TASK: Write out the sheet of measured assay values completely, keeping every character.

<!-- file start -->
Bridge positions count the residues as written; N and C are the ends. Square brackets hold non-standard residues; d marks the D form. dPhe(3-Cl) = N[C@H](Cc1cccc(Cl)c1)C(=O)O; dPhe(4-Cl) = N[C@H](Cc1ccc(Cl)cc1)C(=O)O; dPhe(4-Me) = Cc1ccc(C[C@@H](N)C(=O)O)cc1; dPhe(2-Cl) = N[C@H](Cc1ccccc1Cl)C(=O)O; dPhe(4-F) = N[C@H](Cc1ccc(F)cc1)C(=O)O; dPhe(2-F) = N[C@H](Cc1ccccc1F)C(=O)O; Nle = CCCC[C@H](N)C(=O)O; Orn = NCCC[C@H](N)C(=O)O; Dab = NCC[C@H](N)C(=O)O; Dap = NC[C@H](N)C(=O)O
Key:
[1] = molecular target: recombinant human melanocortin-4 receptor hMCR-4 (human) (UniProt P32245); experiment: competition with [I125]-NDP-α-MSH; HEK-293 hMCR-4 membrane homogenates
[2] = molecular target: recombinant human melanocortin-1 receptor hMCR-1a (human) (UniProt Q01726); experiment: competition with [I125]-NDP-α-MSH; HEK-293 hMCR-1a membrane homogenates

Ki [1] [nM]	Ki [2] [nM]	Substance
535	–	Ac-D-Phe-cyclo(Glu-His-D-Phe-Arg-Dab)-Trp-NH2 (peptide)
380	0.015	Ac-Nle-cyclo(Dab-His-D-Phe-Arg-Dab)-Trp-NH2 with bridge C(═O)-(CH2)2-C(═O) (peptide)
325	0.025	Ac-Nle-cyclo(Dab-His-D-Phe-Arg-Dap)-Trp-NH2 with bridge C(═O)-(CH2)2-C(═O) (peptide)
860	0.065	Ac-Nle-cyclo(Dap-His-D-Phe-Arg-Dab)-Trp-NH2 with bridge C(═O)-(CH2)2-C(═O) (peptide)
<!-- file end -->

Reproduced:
Bridge positions count the residues as written; N and C are the ends. Square brackets hold non-standard residues; d marks the D form. dPhe(3-Cl) = N[C@H](Cc1cccc(Cl)c1)C(=O)O; dPhe(4-Cl) = N[C@H](Cc1ccc(Cl)cc1)C(=O)O; dPhe(4-Me) = Cc1ccc(C[C@@H](N)C(=O)O)cc1; dPhe(2-Cl) = N[C@H](Cc1ccccc1Cl)C(=O)O; dPhe(4-F) = N[C@H](Cc1ccc(F)cc1)C(=O)O; dPhe(2-F) = N[C@H](Cc1ccccc1F)C(=O)O; Nle = CCCC[C@H](N)C(=O)O; Orn = NCCC[C@H](N)C(=O)O; Dab = NCC[C@H](N)C(=O)O; Dap = NC[C@H](N)C(=O)O
Key:
[1] = molecular target: recombinant human melanocortin-4 receptor hMCR-4 (human) (UniProt P32245); experiment: competition with [I125]-NDP-α-MSH; HEK-293 hMCR-4 membrane homogenates
[2] = molecular target: recombinant human melanocortin-1 receptor hMCR-1a (human) (UniProt Q01726); experiment: competition with [I125]-NDP-α-MSH; HEK-293 hMCR-1a membrane homogenates

Ki [1] [nM]	Ki [2] [nM]	Substance
535	–	Ac-D-Phe-cyclo(Glu-His-D-Phe-Arg-Dab)-Trp-NH2 (peptide)
380	0.015	Ac-Nle-cyclo(Dab-His-D-Phe-Arg-Dab)-Trp-NH2 with bridge C(═O)-(CH2)2-C(═O) (peptide)
325	0.025	Ac-Nle-cyclo(Dab-His-D-Phe-Arg-Dap)-Trp-NH2 with bridge C(═O)-(CH2)2-C(═O) (peptide)
860	0.065	Ac-Nle-cyclo(Dap-His-D-Phe-Arg-Dab)-Trp-NH2 with bridge C(═O)-(CH2)2-C(═O) (peptide)